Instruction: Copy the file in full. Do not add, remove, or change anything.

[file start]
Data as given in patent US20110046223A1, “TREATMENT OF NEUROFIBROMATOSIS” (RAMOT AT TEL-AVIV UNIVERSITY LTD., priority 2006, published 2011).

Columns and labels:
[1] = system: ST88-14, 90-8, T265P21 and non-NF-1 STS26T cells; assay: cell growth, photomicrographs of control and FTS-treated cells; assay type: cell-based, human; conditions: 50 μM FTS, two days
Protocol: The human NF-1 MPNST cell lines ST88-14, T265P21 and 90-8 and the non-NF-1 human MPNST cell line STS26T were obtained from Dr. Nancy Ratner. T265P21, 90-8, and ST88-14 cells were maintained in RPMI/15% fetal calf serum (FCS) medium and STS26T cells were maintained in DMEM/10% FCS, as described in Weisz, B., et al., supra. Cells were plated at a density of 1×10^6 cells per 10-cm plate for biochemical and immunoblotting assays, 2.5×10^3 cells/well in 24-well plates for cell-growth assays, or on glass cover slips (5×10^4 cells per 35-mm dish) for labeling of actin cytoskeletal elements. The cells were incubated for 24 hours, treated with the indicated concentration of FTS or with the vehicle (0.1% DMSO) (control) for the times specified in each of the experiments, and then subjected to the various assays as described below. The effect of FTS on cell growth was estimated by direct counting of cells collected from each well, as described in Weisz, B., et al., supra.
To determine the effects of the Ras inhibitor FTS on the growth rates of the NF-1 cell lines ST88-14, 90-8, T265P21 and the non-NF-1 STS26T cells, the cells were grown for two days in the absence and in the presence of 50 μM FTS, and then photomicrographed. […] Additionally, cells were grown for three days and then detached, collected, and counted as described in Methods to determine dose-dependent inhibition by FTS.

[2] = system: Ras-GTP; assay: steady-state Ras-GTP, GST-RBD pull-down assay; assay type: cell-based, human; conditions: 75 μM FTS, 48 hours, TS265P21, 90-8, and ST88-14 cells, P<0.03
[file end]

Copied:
Data as given in patent US20110046223A1, “TREATMENT OF NEUROFIBROMATOSIS” (RAMOT AT TEL-AVIV UNIVERSITY LTD., priority 2006, published 2011).

Columns and labels:
[1] = system: ST88-14, 90-8, T265P21 and non-NF-1 STS26T cells; assay: cell growth, photomicrographs of control and FTS-treated cells; assay type: cell-based, human; conditions: 50 μM FTS, two days
Protocol: The human NF-1 MPNST cell lines ST88-14, T265P21 and 90-8 and the non-NF-1 human MPNST cell line STS26T were obtained from Dr. Nancy Ratner. T265P21, 90-8, and ST88-14 cells were maintained in RPMI/15% fetal calf serum (FCS) medium and STS26T cells were maintained in DMEM/10% FCS, as described in Weisz, B., et al., supra. Cells were plated at a density of 1×10^6 cells per 10-cm plate for biochemical and immunoblotting assays, 2.5×10^3 cells/well in 24-well plates for cell-growth assays, or on glass cover slips (5×10^4 cells per 35-mm dish) for labeling of actin cytoskeletal elements. The cells were incubated for 24 hours, treated with the indicated concentration of FTS or with the vehicle (0.1% DMSO) (control) for the times specified in each of the experiments, and then subjected to the various assays as described below. The effect of FTS on cell growth was estimated by direct counting of cells collected from each well, as described in Weisz, B., et al., supra.
To determine the effects of the Ras inhibitor FTS on the growth rates of the NF-1 cell lines ST88-14, 90-8, T265P21 and the non-NF-1 STS26T cells, the cells were grown for two days in the absence and in the presence of 50 μM FTS, and then photomicrographed. […] Additionally, cells were grown for three days and then detached, collected, and counted as described in Methods to determine dose-dependent inhibition by FTS.

[2] = system: Ras-GTP; assay: steady-state Ras-GTP, GST-RBD pull-down assay; assay type: cell-based, human; conditions: 75 μM FTS, 48 hours, TS265P21, 90-8, and ST88-14 cells, P<0.03